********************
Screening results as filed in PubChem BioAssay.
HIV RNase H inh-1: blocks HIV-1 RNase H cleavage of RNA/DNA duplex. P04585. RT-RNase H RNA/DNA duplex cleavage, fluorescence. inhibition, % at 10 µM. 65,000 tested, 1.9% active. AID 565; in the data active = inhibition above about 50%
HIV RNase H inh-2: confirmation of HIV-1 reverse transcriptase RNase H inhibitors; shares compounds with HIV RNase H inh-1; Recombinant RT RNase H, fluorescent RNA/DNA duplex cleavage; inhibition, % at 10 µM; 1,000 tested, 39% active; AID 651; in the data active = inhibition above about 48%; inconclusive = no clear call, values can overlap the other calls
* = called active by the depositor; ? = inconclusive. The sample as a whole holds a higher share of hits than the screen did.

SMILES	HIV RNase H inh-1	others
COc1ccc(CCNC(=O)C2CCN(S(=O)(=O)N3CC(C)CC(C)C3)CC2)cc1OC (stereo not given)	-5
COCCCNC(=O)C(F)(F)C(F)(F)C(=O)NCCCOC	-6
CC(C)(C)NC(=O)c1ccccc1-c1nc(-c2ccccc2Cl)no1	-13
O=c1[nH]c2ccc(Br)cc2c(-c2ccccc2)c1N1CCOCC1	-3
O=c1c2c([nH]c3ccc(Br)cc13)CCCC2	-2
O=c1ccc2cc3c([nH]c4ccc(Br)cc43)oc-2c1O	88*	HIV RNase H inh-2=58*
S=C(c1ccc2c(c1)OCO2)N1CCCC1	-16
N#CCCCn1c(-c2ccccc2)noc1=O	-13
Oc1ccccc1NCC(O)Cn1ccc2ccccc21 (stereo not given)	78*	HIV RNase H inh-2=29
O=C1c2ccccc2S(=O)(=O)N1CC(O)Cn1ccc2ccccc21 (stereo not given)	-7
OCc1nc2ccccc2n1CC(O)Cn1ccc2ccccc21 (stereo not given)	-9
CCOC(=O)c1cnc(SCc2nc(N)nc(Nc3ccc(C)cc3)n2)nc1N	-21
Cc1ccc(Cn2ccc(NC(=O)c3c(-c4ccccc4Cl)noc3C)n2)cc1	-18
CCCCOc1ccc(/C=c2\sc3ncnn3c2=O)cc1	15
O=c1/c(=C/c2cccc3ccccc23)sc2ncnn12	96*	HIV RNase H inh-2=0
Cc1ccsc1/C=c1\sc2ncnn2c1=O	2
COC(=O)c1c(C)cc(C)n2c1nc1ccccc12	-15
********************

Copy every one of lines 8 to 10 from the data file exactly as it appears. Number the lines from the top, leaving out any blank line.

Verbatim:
CC(C)(C)NC(=O)c1ccccc1-c1nc(-c2ccccc2Cl)no1	-13
O=c1[nH]c2ccc(Br)cc2c(-c2ccccc2)c1N1CCOCC1	-3
O=c1c2c([nH]c3ccc(Br)cc13)CCCC2	-2